Cosmic Ecosystem
Cat's Eye Nebula--the death shroud of a star much like our Sun (but not for 5 billion years): courtesy STScI-Hubble/CXO-Chandra


Humans used to think we lived at the still center of a turning Universe. Earth was static, and the stars spun overhead. Humanity was the measure of all things. Some revolutionary Greek thinkers like Aristarchus of Samos were the first to think that perhaps this was incorrect, but it was not until the Polish cleric, Nicholas Copernicus, published his book in 1543, DE REVOLUTIONIBUS, (check and hot link to some online source) that the idea re-emerged in Western thinking with a more developed sets of arguments to buttress it. The Copernican revolution (pun intended) said that Earth orbited the Sun, and the implications of his ideas--as built on by Galileo and others--was that Earth was in no privileged position, and that humanity was not at the center of creation. In the centuries since then, a number of additional revolutions in thought have made us believe that the Universe is both far more immense and far older than Copernicus and many of his contemporaries ever imagined. But this new Universe is just as much our home as the Earth-centered model believed true in the centuries before Copernicus. It's amazing that our minds can reach out and comprehend the forces that made us and our world.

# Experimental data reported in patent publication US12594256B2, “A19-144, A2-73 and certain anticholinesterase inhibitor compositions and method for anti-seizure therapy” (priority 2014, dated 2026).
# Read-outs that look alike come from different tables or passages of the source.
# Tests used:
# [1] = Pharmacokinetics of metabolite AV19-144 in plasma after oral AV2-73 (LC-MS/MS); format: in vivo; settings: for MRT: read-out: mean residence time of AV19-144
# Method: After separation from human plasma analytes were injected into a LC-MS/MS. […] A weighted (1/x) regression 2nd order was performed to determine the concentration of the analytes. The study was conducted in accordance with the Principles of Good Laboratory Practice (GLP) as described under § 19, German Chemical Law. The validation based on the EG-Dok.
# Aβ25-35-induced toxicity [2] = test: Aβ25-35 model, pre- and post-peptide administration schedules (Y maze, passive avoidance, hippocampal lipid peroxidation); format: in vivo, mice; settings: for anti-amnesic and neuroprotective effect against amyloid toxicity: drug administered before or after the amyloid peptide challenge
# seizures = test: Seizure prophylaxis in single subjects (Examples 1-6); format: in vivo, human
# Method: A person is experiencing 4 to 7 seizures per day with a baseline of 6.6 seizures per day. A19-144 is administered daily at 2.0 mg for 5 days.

EO102--a supernova remnant unusually rich in oxygen, enough to give several solar systems like ours the stuff of life. (Chandra X-ray image)

We now believe that life on Earth began relatively soon after (perhaps 2-300 million years!) our solar system formed, from a spinning cloud of gas and dust, some 4.5 billion years ago. The elements that make our bodies, in turn, were created in massive supernova explosions that pre-dated that long-gone epoch, when an earlier generation of stars used up their hydrogen and other fuels and imploded, scattering the oxygen we breathe and the iron in our blood across the Galaxy. We are literally, as the late astronomer Carl Sagan said, all star-stuff. And it turns out that cosmic evolution continues today.





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